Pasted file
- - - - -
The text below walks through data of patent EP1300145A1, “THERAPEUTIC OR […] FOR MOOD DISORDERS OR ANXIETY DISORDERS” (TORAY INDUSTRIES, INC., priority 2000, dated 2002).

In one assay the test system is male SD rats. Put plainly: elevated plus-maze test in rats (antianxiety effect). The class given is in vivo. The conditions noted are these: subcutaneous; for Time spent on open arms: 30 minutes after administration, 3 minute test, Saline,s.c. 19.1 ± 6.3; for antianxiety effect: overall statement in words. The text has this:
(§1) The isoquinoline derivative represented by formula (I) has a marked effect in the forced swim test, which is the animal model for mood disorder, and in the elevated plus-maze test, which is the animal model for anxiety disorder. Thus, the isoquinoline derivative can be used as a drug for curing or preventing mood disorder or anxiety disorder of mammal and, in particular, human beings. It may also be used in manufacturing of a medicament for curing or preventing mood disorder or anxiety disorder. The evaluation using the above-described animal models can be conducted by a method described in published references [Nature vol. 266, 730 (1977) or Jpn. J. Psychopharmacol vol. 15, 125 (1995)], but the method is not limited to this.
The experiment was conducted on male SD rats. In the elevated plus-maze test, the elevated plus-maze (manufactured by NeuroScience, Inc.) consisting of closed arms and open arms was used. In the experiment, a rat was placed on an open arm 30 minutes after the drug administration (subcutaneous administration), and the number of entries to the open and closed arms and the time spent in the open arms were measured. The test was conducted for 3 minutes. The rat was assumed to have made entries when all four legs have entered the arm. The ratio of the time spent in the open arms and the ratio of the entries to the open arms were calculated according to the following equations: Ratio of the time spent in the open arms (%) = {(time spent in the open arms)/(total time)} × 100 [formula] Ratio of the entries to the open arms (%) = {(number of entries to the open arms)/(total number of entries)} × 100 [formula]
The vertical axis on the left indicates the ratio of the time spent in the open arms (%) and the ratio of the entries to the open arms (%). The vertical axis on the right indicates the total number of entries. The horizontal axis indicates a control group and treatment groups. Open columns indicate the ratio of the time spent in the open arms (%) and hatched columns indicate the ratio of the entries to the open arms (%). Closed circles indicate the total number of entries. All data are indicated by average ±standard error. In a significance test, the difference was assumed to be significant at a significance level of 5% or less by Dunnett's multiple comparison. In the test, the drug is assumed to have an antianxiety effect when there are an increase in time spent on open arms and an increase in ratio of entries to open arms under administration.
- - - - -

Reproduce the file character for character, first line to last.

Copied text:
The text below walks through data of patent EP1300145A1, “THERAPEUTIC OR […] FOR MOOD DISORDERS OR ANXIETY DISORDERS” (TORAY INDUSTRIES, INC., priority 2000, dated 2002).

In one assay the test system is male SD rats. Put plainly: elevated plus-maze test in rats (antianxiety effect). The class given is in vivo. The conditions noted are these: subcutaneous; for Time spent on open arms: 30 minutes after administration, 3 minute test, Saline,s.c. 19.1 ± 6.3; for antianxiety effect: overall statement in words. The text has this:
(§1) The isoquinoline derivative represented by formula (I) has a marked effect in the forced swim test, which is the animal model for mood disorder, and in the elevated plus-maze test, which is the animal model for anxiety disorder. Thus, the isoquinoline derivative can be used as a drug for curing or preventing mood disorder or anxiety disorder of mammal and, in particular, human beings. It may also be used in manufacturing of a medicament for curing or preventing mood disorder or anxiety disorder. The evaluation using the above-described animal models can be conducted by a method described in published references [Nature vol. 266, 730 (1977) or Jpn. J. Psychopharmacol vol. 15, 125 (1995)], but the method is not limited to this.
The experiment was conducted on male SD rats. In the elevated plus-maze test, the elevated plus-maze (manufactured by NeuroScience, Inc.) consisting of closed arms and open arms was used. In the experiment, a rat was placed on an open arm 30 minutes after the drug administration (subcutaneous administration), and the number of entries to the open and closed arms and the time spent in the open arms were measured. The test was conducted for 3 minutes. The rat was assumed to have made entries when all four legs have entered the arm. The ratio of the time spent in the open arms and the ratio of the entries to the open arms were calculated according to the following equations: Ratio of the time spent in the open arms (%) = {(time spent in the open arms)/(total time)} × 100 [formula] Ratio of the entries to the open arms (%) = {(number of entries to the open arms)/(total number of entries)} × 100 [formula]
The vertical axis on the left indicates the ratio of the time spent in the open arms (%) and the ratio of the entries to the open arms (%). The vertical axis on the right indicates the total number of entries. The horizontal axis indicates a control group and treatment groups. Open columns indicate the ratio of the time spent in the open arms (%) and hatched columns indicate the ratio of the entries to the open arms (%). Closed circles indicate the total number of entries. All data are indicated by average ±standard error. In a significance test, the difference was assumed to be significant at a significance level of 5% or less by Dunnett's multiple comparison. In the test, the drug is assumed to have an antianxiety effect when there are an increase in time spent on open arms and an increase in ratio of entries to open arms under administration.